Not that long ago, Composite frames were at the top of Giant’s TCR tree. But when Giant’s Advanced frames came along Composites were bumped down to ‘entry-level’. Which is great for bargain-conscious riders.
- BUY IF… You have a need for speed on a budget
The TCR Composite is a distinctive chassis. The aero seat tube (and post) is unusual for an entry-level bike, but it’s a bit of a mixed blessing. The aero benefit will be marginal, and alternative seatposts are thin on the ground. On the other hand, your saddle will always be straight.
Elsewhere, the down tube is huge, and there’s lots of volume around the tapered head tube. Tall chainstays flow into the press-fit bottom bracket with a broad, frame-stiffening stance.
Giant nearly always comes up with a high-value parts spec, and the TCR is no exception. Giant has managed to include 105 shifters and mechs. It’s a worthwhile upgrade over Tiagra, with the levers having a reassuringly solid feel but retaining light, fast operation.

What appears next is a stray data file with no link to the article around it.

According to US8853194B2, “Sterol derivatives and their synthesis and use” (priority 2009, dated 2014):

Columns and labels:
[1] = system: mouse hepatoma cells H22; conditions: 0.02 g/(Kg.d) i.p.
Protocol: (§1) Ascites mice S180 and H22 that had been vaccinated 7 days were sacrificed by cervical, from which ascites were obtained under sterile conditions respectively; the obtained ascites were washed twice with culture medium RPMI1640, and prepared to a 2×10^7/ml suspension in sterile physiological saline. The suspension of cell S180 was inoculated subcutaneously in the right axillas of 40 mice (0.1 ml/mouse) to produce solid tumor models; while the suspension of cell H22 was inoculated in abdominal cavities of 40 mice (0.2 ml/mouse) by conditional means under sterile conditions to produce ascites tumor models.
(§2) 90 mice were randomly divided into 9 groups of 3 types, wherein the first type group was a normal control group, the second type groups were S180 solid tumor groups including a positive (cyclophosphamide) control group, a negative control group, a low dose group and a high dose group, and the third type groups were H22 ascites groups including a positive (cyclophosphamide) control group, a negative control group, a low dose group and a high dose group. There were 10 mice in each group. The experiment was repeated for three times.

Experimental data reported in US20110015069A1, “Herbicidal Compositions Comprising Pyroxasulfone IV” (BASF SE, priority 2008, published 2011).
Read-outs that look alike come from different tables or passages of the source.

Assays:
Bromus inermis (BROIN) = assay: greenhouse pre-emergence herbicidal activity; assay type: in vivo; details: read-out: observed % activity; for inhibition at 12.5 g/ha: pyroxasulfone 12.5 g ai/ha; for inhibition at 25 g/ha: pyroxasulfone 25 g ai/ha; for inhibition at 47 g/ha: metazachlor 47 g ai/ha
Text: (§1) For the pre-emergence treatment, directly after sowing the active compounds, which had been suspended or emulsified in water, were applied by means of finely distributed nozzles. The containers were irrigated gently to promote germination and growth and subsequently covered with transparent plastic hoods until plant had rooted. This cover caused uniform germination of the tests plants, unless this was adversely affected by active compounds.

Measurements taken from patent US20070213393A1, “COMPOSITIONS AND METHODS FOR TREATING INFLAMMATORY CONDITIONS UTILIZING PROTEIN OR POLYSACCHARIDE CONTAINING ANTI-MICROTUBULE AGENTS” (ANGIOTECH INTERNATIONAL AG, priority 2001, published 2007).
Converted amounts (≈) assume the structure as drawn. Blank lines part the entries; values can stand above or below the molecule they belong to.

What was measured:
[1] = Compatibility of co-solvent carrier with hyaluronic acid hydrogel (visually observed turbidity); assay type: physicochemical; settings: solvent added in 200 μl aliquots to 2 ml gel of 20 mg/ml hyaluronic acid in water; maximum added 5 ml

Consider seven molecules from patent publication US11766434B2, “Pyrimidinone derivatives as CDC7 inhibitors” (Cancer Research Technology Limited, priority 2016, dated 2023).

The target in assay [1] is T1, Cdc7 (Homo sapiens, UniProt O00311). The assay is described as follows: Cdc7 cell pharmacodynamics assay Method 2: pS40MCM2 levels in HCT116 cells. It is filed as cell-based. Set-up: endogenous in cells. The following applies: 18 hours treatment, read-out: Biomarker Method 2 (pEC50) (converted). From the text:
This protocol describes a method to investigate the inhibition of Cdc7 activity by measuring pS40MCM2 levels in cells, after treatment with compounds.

You’ll find a lot of Giant-branded parts, including wheels and tyres. Compared with some wheels, the P-Elite C hoops are very conventional. And we think there’s a lot to be said for standard profile rims and conventional spoking if you want light, reliable wheels.
Gearing always presents a dilemma for manufacturers, especially on bikes like the TCR with race aspirations. Giant’s gone with a 12-30 cassette, which gives low gears at the expense of closely spaced ratios. If that doesn’t suit you, it’s no big deal – cassettes are easy to swap.
Though the TCR frame looks chunky, it's not overly heavy, and it has a sprightly ride feel. That high-volume frame plays a part in that too. The TCR also has a smoother ride than the big tubes would suggest. It’s not as smooth as some, but it’s not unduly harsh even with 23mm tyres. That fits in with how Giant positions this bike – it’s designed for performance and a bit of comfort rather than vice versa.